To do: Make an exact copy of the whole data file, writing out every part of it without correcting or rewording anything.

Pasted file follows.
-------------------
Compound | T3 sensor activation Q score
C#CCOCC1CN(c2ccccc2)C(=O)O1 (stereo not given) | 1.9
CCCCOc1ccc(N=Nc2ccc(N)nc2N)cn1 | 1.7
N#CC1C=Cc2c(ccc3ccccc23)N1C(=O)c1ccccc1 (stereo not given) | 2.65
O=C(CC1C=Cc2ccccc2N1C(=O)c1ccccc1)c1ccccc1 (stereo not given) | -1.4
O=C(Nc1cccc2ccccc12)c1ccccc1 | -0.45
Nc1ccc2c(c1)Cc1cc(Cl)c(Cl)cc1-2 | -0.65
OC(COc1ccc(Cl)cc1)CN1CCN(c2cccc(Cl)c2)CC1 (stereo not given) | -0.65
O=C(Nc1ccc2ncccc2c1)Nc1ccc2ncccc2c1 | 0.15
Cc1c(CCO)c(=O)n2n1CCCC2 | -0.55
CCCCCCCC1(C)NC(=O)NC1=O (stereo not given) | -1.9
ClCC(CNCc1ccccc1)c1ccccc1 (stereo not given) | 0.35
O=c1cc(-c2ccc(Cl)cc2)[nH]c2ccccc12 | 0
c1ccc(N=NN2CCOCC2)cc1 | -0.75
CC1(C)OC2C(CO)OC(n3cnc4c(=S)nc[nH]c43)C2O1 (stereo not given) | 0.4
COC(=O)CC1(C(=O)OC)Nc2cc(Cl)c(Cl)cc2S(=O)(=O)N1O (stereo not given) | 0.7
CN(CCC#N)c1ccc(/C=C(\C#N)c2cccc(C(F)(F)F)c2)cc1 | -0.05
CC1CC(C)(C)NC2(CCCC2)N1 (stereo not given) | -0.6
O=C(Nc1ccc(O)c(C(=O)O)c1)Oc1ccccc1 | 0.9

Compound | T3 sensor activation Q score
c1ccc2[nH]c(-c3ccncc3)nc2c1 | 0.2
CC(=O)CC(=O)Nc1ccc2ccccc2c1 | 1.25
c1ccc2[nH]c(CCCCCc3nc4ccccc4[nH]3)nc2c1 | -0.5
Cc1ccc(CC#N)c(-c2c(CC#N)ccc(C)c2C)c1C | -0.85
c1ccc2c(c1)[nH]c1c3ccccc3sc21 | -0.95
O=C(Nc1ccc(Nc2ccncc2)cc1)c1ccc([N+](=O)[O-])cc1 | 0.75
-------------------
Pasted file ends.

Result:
Compound | T3 sensor activation Q score
C#CCOCC1CN(c2ccccc2)C(=O)O1 (stereo not given) | 1.9
CCCCOc1ccc(N=Nc2ccc(N)nc2N)cn1 | 1.7
N#CC1C=Cc2c(ccc3ccccc23)N1C(=O)c1ccccc1 (stereo not given) | 2.65
O=C(CC1C=Cc2ccccc2N1C(=O)c1ccccc1)c1ccccc1 (stereo not given) | -1.4
O=C(Nc1cccc2ccccc12)c1ccccc1 | -0.45
Nc1ccc2c(c1)Cc1cc(Cl)c(Cl)cc1-2 | -0.65
OC(COc1ccc(Cl)cc1)CN1CCN(c2cccc(Cl)c2)CC1 (stereo not given) | -0.65
O=C(Nc1ccc2ncccc2c1)Nc1ccc2ncccc2c1 | 0.15
Cc1c(CCO)c(=O)n2n1CCCC2 | -0.55
CCCCCCCC1(C)NC(=O)NC1=O (stereo not given) | -1.9
ClCC(CNCc1ccccc1)c1ccccc1 (stereo not given) | 0.35
O=c1cc(-c2ccc(Cl)cc2)[nH]c2ccccc12 | 0
c1ccc(N=NN2CCOCC2)cc1 | -0.75
CC1(C)OC2C(CO)OC(n3cnc4c(=S)nc[nH]c43)C2O1 (stereo not given) | 0.4
COC(=O)CC1(C(=O)OC)Nc2cc(Cl)c(Cl)cc2S(=O)(=O)N1O (stereo not given) | 0.7
CN(CCC#N)c1ccc(/C=C(\C#N)c2cccc(C(F)(F)F)c2)cc1 | -0.05
CC1CC(C)(C)NC2(CCCC2)N1 (stereo not given) | -0.6
O=C(Nc1ccc(O)c(C(=O)O)c1)Oc1ccccc1 | 0.9

Compound | T3 sensor activation Q score
c1ccc2[nH]c(-c3ccncc3)nc2c1 | 0.2
CC(=O)CC(=O)Nc1ccc2ccccc2c1 | 1.25
c1ccc2[nH]c(CCCCCc3nc4ccccc4[nH]3)nc2c1 | -0.5
Cc1ccc(CC#N)c(-c2c(CC#N)ccc(C)c2C)c1C | -0.85
c1ccc2c(c1)[nH]c1c3ccccc3sc21 | -0.95
O=C(Nc1ccc(Nc2ccncc2)cc1)c1ccc([N+](=O)[O-])cc1 | 0.75